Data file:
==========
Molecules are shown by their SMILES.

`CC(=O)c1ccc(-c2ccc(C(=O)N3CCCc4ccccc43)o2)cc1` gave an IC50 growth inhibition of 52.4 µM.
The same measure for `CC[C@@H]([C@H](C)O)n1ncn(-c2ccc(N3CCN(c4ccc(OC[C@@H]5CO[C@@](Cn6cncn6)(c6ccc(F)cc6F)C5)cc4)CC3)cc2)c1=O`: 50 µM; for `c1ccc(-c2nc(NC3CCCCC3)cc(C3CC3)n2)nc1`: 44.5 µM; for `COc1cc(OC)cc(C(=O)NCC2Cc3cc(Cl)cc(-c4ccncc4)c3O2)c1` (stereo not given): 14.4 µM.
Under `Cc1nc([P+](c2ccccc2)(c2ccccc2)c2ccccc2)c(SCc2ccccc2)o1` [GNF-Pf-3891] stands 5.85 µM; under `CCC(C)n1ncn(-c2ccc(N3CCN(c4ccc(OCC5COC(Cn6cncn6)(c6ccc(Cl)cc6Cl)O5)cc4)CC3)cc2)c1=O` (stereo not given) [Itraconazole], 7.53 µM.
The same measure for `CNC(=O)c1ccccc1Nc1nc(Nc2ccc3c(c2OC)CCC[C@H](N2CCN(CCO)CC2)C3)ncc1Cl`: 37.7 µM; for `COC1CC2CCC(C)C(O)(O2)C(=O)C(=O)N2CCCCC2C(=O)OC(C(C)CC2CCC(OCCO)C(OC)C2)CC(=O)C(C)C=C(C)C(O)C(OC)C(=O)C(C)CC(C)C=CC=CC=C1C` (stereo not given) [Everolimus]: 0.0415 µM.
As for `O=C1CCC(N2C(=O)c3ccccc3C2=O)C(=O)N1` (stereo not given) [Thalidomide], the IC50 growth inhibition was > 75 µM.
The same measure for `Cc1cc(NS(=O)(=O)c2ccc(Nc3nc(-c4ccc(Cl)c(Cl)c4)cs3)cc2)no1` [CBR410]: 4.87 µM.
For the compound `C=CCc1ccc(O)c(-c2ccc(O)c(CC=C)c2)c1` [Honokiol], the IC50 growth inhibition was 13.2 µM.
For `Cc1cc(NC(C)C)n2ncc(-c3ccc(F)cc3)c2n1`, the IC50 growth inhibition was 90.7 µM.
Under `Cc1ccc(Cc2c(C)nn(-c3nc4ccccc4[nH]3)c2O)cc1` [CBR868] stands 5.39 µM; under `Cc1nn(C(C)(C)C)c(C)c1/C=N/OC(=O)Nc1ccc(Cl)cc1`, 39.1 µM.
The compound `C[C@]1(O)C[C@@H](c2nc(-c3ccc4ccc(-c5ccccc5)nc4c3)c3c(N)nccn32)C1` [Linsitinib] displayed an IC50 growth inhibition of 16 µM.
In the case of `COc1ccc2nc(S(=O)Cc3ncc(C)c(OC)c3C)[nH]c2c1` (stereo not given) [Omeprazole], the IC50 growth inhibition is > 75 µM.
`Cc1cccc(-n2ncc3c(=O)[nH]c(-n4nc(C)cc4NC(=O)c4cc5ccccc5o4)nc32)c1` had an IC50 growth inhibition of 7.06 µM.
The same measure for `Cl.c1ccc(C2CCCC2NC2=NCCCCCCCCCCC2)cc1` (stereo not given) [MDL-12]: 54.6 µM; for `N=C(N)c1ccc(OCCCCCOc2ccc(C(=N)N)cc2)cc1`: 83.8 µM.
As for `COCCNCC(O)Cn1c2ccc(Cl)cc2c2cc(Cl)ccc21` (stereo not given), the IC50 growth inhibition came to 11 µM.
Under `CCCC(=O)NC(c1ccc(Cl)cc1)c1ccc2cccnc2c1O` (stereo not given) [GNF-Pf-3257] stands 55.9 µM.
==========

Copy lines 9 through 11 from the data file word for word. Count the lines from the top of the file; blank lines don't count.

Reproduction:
For `Cc1cc(NC(C)C)n2ncc(-c3ccc(F)cc3)c2n1`, the IC50 growth inhibition was 90.7 µM.
Under `Cc1ccc(Cc2c(C)nn(-c3nc4ccccc4[nH]3)c2O)cc1` [CBR868] stands 5.39 µM; under `Cc1nn(C(C)(C)C)c(C)c1/C=N/OC(=O)Nc1ccc(Cl)cc1`, 39.1 µM.
The compound `C[C@]1(O)C[C@@H](c2nc(-c3ccc4ccc(-c5ccccc5)nc4c3)c3c(N)nccn32)C1` [Linsitinib] displayed an IC50 growth inhibition of 16 µM.